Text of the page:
The Websters, a family with seven children, lived in a haunted farmhouse in Beverly. They heard strange noises, including footsteps and mysterious choir singing during the night. What unnerved them the most began during the first week of March 1903.
Mysteriously Missing Bread
The family was poor and bread was an important part of their meals. One morning, they woke to find their bread had crumbled overnight and looked as if had been gnawed by rodents.
The Websters did all they could to prevent this. They put the loaves in a closed pan, with a rat-trap inside and another on top of the lid, sprinkled the floor was with flour, stretched two lengths of cotton across the room and locked the doors.
In the mornings, everything was undisturbed, but one of the loaves had totally disappeared and the other dwindled to half of its size. They said nothing for almost three months.
The situation was becoming unbearable. Mrs. Webster had seen the end of a loaf waste to entirely away on the kitchen table within an hour.
A Former Constable Investigated
The family asked retired police constable Berridge for help. He brought two loaves of bread to the farm and locked them in the dairy with his own specially made lock The next day the bread appeared to be intact, but the day after, after cutting them open, he found the loaves hollow.
He suspected they weren’t baked properly, but the cavity gradually grew wider, and the second loaf began to shrink while he watched it.
He hid pieces of bread in other places in the house. Every time Berridge did this, they wasted away entirely. Berridge admitted that he was baffled.
One week later ten scientists from Beverley and Hull went to the farm and analyzed the bread. Microscopic examinations proved there was no fungus or microbe to cause this. There was nothing scientifically wrong with the bread to explain its wasting away.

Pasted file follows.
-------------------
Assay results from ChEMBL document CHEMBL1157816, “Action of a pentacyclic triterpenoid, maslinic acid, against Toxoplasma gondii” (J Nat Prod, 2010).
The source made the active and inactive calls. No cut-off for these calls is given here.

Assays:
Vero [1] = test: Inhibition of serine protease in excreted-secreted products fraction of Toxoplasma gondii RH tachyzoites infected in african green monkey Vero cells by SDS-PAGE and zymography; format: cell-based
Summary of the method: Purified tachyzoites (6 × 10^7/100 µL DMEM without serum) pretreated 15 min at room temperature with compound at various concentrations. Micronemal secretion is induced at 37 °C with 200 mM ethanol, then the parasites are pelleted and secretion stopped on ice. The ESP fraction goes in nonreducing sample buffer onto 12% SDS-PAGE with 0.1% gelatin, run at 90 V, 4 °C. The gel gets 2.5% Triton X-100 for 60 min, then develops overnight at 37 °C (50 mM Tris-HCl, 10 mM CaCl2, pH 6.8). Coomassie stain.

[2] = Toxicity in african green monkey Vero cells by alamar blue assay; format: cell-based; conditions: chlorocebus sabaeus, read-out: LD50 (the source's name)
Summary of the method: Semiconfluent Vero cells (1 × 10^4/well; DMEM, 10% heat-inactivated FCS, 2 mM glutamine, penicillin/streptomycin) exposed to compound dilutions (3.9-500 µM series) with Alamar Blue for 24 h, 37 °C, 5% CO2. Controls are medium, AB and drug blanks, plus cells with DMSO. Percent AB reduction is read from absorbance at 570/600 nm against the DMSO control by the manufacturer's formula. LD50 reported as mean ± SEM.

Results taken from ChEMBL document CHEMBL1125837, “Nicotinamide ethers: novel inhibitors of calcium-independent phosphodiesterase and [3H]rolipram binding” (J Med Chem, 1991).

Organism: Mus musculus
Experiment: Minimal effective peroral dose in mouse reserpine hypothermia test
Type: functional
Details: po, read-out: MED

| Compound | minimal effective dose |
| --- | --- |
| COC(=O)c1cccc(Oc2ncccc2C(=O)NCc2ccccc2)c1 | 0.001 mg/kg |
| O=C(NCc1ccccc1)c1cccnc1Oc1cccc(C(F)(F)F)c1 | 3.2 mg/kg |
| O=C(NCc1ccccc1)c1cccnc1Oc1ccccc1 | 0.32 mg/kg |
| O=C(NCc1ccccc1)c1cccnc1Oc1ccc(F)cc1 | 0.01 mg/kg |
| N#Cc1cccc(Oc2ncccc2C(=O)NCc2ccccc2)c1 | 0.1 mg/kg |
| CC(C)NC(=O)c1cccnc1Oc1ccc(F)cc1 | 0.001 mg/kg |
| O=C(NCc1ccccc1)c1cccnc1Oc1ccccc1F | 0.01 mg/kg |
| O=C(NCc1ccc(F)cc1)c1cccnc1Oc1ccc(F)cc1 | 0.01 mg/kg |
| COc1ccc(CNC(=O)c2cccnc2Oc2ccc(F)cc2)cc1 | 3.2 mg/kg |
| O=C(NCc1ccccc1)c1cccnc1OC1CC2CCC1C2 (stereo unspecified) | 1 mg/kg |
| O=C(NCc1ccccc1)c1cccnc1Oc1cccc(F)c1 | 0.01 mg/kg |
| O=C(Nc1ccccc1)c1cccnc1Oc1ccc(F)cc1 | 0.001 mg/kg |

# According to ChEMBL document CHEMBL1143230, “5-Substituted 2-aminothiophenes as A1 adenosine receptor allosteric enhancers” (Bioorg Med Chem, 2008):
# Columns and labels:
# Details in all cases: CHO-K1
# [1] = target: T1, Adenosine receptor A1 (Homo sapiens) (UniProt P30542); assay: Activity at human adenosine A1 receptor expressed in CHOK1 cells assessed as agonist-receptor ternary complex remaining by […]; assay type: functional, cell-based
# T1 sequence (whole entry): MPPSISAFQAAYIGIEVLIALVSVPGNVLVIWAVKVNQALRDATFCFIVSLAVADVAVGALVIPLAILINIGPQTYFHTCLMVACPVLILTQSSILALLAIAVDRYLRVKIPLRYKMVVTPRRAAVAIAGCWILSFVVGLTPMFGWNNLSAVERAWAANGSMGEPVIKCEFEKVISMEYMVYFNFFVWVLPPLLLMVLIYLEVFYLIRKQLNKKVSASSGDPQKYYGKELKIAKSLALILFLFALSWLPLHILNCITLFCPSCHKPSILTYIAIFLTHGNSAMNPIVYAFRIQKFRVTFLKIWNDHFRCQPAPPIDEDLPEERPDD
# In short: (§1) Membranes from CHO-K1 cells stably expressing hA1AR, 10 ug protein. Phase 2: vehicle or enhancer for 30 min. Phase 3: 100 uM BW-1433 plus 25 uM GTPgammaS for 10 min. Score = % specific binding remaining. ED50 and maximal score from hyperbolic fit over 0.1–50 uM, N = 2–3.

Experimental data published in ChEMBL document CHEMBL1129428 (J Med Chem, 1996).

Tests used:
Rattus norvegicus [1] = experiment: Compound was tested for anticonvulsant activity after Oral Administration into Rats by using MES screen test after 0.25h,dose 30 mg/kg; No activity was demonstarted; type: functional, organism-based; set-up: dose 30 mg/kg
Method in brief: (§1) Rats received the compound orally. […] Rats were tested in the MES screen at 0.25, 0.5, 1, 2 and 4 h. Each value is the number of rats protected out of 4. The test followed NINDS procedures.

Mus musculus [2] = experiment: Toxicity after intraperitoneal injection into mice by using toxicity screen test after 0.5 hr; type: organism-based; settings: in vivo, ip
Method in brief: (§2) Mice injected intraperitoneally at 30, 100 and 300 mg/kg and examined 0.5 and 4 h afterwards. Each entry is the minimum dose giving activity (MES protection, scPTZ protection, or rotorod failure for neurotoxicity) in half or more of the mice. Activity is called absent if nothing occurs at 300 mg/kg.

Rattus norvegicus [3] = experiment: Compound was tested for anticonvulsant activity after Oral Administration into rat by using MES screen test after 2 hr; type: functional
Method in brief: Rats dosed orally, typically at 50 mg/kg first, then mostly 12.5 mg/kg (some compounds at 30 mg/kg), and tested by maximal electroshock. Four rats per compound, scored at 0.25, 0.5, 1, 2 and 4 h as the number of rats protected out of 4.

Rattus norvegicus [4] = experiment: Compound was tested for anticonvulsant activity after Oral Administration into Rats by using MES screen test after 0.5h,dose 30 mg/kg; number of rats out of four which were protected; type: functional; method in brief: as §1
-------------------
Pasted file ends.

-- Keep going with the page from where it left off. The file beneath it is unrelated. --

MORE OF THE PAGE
After the Bread Was Gone, Cakes Were the Next to Be Affected
Then, Mrs. Webster baked cakes for the family. Although these were placed side by side with the bread, they showed no sign of deterioration. When the last bit of bread disappeared, the mysterious gobbler of the loaves attacked the cakes.
The destruction of a loaf was stopped if it was removed from the grounds of the farmhouse. This proved that the events were localized and, possibly, there was a bizarre type of haunting, attached to the family or the farmhouse.
Dr. Nandor Fodor’s Conclusion
Fodor was a distinguished parapsychologist, psychoanalylist and journalist. His meeting with Sandor Ferenczi, one of Sigmund Freud’s colleagues, influenced him to become a psychoanalyst.
Fodor read a book by Hereward Carrington, a prominent psychical researcher of his era, and met Sir Arthur Conan Doyle, a Spiritualist, sparking his interest in parapsychology.
Although Fodor’s main interest was the poltergeist, he also studied, gave lectures and wrote about mediumship, hauntings and materializations. He was the pioneer in researching the interrelationship between the parapsychological and psychological. Fodor wrote over seventy articles for psychoanalytic, psychiatric and neurological journals.
He wrote about, in his words, the “Goblin of the Loaf,” in Between Two Worlds, (Paperback Library Inc., 1967), the Raikes Farm phenomena. His sources were the London Express and a subsequent article printed in the British Spiritualist publication, Light, October 24, 1903.
In his professional opinion, the loaf and cake eating events were still unsolved.